My time at CAWU was an undoubtedly  pleasant and beneficial experience. I remember that my first days in the office were occupied with classification work to sort out all the articles in the Arab-West Report database on the subject of the Holy Family tradition. It was tedious, but got me introduced to the field very fast.
My subsequent work at CAWU centered on publishing about the tradition. At first, we planned to write a book on the topic, but budget and bureaucratic challenges put our plan to a halt. This was in fact a good lesson for me; it broke my utopian dreams  on the difficulties encountered in the academia and dragged me into the cold but realistic world. Following this setback, we focused on updating the old website. It was an amazing déjà-vu that I was going to rejuvenate the old website  that got me interested  into the beautiful world of the Holy Family tradition.
I was glad when CAWU entrusted this mission to me, and was even a blissful moment to me when the brand new website got published. It also provided me, in the last days of my internship, with another chance to peregrinate alongside the Christ Child, Mary, Joseph and perhaps Salome the midwife on their fight into the land of Egypt.
Another fruit I harvested from this internship is the  precious friendship with all the lovely colleagues. We all came from different cultural backgrounds but shared the same passion for studies of humanity that brought us together. Thanks to the large numbers of local interns, I had an emersion in Egyptian culture. We exchanged our thoughts on a variety of things and shared the happiness along the way. Together with people from other countries, CAWU is such a melting pot of deferent ideologies, I can delve into a mysterious  conversation to talk about the Indo-gods with my American fellow, or trekking through a jumble path to explain the Trinity to my French-Moroccan peer, or just have some idle chat to express my point of views on the recent politics with whomever during lunch break.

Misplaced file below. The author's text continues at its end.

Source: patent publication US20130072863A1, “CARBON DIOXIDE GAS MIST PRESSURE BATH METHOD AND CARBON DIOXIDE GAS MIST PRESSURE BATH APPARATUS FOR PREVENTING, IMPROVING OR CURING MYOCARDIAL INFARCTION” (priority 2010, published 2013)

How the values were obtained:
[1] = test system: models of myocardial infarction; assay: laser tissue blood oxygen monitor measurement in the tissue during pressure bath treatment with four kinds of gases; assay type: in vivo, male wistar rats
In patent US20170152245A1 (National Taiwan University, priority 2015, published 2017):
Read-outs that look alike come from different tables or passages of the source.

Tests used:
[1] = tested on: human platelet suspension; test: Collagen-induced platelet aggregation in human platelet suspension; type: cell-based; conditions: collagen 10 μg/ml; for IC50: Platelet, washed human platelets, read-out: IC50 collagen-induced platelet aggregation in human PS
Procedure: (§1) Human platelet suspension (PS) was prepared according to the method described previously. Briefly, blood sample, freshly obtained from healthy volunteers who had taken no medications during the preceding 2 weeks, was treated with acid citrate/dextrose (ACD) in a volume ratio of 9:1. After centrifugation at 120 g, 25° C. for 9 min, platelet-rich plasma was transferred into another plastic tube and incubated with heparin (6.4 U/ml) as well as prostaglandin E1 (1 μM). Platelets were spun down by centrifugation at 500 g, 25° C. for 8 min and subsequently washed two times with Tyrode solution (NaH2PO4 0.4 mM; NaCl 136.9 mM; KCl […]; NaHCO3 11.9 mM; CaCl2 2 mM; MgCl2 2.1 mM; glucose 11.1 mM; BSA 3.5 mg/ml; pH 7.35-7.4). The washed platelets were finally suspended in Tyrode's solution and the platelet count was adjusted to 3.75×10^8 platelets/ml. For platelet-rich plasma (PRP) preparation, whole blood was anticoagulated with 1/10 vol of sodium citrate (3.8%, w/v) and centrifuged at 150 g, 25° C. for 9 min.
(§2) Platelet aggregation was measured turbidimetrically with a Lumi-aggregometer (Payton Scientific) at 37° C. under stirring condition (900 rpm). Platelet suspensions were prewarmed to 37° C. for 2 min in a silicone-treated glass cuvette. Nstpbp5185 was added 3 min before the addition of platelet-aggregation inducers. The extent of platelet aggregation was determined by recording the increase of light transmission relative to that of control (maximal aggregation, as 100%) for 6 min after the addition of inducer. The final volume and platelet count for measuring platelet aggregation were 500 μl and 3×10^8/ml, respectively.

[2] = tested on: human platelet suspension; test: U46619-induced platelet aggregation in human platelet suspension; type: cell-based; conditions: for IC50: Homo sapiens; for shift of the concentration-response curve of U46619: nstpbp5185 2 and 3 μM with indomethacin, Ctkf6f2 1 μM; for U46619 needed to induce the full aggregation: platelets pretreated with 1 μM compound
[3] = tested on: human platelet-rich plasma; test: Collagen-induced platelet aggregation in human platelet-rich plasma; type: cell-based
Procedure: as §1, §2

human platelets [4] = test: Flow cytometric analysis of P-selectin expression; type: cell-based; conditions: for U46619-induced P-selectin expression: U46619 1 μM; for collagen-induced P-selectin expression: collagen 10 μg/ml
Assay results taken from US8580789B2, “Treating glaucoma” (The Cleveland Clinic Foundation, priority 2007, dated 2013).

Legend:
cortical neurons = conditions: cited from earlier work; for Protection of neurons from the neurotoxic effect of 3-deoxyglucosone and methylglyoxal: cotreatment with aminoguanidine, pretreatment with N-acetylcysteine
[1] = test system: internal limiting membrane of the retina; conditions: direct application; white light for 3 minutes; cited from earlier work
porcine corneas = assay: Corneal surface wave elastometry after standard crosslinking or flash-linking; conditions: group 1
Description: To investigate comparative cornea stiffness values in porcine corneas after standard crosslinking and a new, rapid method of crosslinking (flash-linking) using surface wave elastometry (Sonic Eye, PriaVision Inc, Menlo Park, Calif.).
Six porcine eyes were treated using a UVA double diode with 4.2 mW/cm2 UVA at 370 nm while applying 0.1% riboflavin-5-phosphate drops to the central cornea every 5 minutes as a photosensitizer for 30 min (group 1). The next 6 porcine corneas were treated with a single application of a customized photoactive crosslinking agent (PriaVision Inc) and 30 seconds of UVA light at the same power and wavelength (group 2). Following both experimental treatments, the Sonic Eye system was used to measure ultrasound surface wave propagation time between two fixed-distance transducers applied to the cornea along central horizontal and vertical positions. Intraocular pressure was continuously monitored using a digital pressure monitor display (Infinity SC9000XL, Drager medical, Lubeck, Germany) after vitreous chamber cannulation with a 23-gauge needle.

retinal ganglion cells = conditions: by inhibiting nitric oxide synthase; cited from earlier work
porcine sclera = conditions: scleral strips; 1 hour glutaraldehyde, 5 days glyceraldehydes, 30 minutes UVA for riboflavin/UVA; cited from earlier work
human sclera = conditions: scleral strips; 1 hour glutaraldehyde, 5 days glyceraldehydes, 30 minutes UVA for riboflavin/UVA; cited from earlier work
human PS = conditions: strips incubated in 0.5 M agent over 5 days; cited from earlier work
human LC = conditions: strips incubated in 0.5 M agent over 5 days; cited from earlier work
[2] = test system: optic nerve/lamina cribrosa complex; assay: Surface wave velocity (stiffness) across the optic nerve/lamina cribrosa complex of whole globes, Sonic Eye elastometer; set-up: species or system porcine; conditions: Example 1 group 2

With the help of CAWU’s connections, within less than a year, I already can sit at a table prepared by a Coptic bishop in Upper Egypt while inquiring his ideas on the Holy Family tradition. I later went to the same village that suffered from terrorism to express our condolences. I was even invited for a TV show and eat some delicious falafel to convey my love for the culinary culture of Egypt…

It is precisely with all these precious experiences from CAWU that I was able to pointed out the worrying situation of Egypt’s Coptic heritage conservation in my personal statement for the new MA program which I was applying for; the following selection interviewers were also quite intrigued and even amazed by my know-hows and past work in the field. I guess this did do me a good in acquiring the full scholarship.

Now that I recall, when I was finally bidding goodbye to Egypt on the plane from Cairo to Beijing last summer, I recognized some  sounds in between the engines’ vroom, as if cries of the Divine Infant, prayers of the Holy Mother, whispers of the Old Carpenter have been reverberating restlessly to reach my ear and echo the prophecy of Hosea: “Out of Egypt I called My son.”